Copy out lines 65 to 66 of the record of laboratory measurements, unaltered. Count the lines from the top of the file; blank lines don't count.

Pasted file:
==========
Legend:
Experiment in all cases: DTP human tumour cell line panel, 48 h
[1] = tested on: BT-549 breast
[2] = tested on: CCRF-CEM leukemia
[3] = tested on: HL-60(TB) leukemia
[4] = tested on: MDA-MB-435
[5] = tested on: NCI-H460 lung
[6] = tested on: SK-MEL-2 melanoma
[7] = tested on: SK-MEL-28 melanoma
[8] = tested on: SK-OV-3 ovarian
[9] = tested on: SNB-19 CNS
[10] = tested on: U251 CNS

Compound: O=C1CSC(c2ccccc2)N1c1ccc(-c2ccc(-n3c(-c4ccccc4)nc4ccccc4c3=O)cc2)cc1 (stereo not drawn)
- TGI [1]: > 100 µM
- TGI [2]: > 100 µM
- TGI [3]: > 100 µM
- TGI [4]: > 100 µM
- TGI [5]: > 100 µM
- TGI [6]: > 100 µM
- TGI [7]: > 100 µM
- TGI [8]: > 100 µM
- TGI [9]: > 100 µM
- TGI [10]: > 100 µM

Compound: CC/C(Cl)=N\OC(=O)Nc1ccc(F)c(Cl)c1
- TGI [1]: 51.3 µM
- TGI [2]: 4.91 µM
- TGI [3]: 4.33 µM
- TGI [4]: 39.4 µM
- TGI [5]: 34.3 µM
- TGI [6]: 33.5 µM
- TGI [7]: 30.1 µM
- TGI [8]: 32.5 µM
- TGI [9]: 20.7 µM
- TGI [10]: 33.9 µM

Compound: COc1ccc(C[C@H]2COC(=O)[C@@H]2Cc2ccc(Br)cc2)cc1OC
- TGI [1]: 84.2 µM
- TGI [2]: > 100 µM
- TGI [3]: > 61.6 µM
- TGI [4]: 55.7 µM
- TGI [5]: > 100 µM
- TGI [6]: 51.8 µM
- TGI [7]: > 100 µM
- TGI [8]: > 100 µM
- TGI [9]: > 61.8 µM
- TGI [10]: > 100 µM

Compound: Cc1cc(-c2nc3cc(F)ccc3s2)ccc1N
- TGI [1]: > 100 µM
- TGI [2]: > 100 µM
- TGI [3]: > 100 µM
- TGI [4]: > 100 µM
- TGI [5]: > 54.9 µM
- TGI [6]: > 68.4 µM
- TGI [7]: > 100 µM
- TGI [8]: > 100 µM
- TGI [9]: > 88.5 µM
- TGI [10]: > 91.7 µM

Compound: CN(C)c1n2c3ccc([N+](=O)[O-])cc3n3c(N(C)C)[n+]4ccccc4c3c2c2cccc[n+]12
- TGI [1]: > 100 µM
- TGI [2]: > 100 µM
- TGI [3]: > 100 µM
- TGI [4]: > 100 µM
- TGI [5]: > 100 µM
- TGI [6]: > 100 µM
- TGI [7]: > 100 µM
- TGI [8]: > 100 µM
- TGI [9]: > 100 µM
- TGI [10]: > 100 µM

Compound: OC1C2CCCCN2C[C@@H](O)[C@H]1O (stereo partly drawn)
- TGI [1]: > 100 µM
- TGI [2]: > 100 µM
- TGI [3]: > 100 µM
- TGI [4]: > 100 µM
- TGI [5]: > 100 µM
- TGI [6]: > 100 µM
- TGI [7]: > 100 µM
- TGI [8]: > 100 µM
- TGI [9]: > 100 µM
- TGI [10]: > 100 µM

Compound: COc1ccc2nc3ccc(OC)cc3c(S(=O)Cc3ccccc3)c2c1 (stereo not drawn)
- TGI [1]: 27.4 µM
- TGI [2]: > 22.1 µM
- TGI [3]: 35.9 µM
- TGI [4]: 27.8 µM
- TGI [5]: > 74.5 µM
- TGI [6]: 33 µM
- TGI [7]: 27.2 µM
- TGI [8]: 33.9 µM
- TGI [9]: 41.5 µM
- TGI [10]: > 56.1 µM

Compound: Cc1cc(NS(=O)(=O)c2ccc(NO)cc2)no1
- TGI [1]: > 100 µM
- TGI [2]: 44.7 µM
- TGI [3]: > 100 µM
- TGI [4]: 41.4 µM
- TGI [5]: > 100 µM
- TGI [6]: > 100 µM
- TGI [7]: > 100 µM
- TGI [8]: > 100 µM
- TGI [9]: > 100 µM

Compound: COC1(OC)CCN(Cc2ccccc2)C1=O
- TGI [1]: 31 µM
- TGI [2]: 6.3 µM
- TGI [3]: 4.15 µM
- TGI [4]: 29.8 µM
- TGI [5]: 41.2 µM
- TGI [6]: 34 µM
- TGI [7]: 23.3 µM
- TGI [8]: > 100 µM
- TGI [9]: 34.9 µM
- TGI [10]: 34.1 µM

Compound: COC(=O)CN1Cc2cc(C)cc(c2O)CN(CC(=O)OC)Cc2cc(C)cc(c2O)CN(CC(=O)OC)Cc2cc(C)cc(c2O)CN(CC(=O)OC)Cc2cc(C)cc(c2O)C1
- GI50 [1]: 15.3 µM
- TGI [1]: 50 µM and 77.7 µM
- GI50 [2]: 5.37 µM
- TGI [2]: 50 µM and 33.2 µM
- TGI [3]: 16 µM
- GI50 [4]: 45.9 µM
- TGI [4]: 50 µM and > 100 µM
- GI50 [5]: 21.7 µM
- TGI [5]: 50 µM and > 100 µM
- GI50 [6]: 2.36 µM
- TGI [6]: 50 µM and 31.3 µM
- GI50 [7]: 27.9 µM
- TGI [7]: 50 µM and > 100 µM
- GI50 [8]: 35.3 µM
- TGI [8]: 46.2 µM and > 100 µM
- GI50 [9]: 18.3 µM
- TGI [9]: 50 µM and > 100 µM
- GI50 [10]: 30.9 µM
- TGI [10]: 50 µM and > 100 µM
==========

- TGI [8]: > 100 µM
- TGI [9]: > 100 µM